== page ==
How to Get a Free Survival Map of Your Local Area

Maps are an important part of bug out bags, get home bags, and survival kits. Knowing your surroundings can make all the difference in an emergency. You may just appreciate maps and find them interesting. Whatever draws you to maps, finding them online and printing them is easier than ever. Here are the five quick steps to getting a free survival map:






Step 1: Get a Map Online

There are several free resources to download maps. Here are our two favorite 7.5 minute maps with just a few differences:

  • National Geographic USGS maps– a great resource where you can print a quad of your local area just by putting in your town or zip code and clicking on the quads you want to print. It bundles the PDF with adjacent quads so you can easily print areas. This is the traditional USGS map, but with added hillshading.
  • USGS US Topo Quadrangles– download the maps used by the USGS and Department of the Interior here. The topographical style adds more detail with more lines and less colors than the NatGeo maps. These maps are continuously updated, which is a bonus.

Step 2: Print the Maps

You can print the maps on any printer, but it helps if you use a color printer. It is optimized for standard 8.5” x 11” paper. If you don’t own a printer, or if you want the map to be free, you can use one at work, at school, or at a library. Print extras, and maybe some for your friends and family.

Step 3: Mark up the Maps

Take a look at what you print out. What good does it do you if you can’t recognize any landmarks or even where you are on the map? Circle relevant landmarks and mark up the map as you see fit. Make it your own so it is easy to use when you need it. You can write extra information in the margins as you see fit.

Step 4: Protect the Maps

Protecting what you print is important. There are many options here, from zip-lock bags in the pantry all the way to using special paper. Here are a few ways to protect what you print:

  • Ziploc- The cheapest option is also the most used. While it is not completely waterproof, it can usually keep it safe inside a pack or kit.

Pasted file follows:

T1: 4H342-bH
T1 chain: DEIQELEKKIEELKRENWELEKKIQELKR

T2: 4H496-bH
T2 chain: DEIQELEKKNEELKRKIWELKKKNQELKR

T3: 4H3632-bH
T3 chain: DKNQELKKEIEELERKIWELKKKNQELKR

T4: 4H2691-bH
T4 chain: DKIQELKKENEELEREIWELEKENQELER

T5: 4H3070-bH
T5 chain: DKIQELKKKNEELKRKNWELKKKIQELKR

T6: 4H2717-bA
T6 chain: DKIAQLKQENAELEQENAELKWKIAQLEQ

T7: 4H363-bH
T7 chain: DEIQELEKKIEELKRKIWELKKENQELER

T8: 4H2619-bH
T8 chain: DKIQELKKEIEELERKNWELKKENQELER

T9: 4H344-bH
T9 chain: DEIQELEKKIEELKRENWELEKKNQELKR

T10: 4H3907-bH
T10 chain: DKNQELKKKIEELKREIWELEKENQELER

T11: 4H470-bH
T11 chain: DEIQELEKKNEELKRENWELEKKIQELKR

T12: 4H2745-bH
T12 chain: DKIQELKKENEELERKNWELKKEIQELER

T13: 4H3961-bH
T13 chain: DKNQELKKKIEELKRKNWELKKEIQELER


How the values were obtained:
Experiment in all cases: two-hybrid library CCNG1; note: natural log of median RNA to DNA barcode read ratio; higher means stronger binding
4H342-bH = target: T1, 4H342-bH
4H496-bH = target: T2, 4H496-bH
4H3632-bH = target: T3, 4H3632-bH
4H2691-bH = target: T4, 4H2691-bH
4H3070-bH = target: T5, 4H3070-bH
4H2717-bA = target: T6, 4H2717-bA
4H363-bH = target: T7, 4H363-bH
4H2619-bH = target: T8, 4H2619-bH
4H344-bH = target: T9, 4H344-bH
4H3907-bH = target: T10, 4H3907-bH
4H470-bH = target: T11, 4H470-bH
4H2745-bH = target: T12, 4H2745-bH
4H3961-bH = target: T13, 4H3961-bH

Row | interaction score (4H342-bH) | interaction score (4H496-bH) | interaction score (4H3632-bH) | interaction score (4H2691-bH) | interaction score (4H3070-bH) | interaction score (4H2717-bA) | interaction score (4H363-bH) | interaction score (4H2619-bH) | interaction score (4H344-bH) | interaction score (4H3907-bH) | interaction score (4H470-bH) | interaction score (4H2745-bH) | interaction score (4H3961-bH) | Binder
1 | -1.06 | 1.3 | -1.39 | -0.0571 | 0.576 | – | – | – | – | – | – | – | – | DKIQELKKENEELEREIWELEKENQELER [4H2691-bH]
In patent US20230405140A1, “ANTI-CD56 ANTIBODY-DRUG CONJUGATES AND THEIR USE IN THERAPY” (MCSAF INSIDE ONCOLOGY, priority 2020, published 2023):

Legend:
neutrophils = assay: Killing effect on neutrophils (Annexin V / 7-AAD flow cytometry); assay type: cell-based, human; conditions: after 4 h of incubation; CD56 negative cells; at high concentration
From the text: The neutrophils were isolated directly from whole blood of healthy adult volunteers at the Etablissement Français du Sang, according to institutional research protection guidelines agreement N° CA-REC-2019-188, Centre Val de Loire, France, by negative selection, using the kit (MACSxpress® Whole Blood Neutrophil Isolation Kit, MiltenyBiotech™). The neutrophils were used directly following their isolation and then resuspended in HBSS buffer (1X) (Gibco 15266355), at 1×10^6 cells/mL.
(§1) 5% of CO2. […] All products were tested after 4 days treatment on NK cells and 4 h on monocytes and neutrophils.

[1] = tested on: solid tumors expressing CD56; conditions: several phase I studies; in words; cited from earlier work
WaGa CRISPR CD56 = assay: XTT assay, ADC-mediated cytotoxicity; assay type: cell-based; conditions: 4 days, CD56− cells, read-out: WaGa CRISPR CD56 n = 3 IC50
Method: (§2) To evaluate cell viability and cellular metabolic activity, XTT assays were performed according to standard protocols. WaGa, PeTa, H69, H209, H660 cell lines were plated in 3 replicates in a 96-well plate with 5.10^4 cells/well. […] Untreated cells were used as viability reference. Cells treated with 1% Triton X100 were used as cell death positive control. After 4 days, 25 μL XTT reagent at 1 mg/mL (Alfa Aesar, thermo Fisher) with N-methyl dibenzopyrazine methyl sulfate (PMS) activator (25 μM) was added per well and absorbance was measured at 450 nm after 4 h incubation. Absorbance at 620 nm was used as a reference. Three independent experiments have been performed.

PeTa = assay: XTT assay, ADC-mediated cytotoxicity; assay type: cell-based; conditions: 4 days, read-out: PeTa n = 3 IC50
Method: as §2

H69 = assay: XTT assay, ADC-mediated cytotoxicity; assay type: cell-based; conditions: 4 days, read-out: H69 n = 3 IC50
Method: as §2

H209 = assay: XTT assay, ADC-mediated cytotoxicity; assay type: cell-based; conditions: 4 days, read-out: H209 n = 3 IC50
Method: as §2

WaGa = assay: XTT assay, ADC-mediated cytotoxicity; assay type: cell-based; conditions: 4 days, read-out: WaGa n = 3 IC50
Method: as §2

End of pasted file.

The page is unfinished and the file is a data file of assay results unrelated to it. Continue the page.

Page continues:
• Waterproof Bag- This option is better than the zip-lock bag, but it also costs a lot more. You won’t have the leak problems or the sweating problems the zip-lock has.
  • Laminating- Laminating your map can make it handle all sorts of bad weather, spills, sweat, or any other thing a disaster may throw at it. You don’t even need to find a professional copy store or have a laminating machine, they make adhesive laminated sheets you can use. Adhesive laminate is not as good as thermal laminate, but it is better than bare printing paper.
  • Waterproof Paper- Printing on waterproof paper is probably the best of the options although it can be pretty costly if you print a lot of sheets. You will have to doctor up your maps on the computer before you print, since it will be tough to get anything to stay on the paper besides a permanent marker.  TerraSlate paper is used by the military and law enforcement, and is one of the better options.

Step 5: Review for Changes

This step is not for right now, we just need you to earmark it. Come back to your maps periodically to review them for accuracy. Not only can roads and structures change- but even streams and lakes can change over time. If the changes are drastic enough, just repeat the steps above to get an updated map. We recommend writing a note to review your maps when you review the kits associated with them. For instance, if you are checking expirations on you bug out bag checklist, be sure to include checking your maps.

The Final Word

Printing a free survival map for your bug out bag, disaster kit, or get home bag is pretty straightforward and easy. Make sure it covers enough area to be useful and that you protect it from the elements and you will be set. Keep exploring, stay prepared, and be safe.

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How to Get a Free Survival Map of Your Local Area

Rusty

I am an engineer by day, but a prepper 24/7. I am an Air Force veteran that developed emergency and disaster plans as an emergency manager and responded to many attacks and accidents as a HAZMAT technician. I have been exposed to deadly chemical agents, responded to biological incidents, and dealt with natural disasters worldwide. Check out my full story here: Rusty's Story

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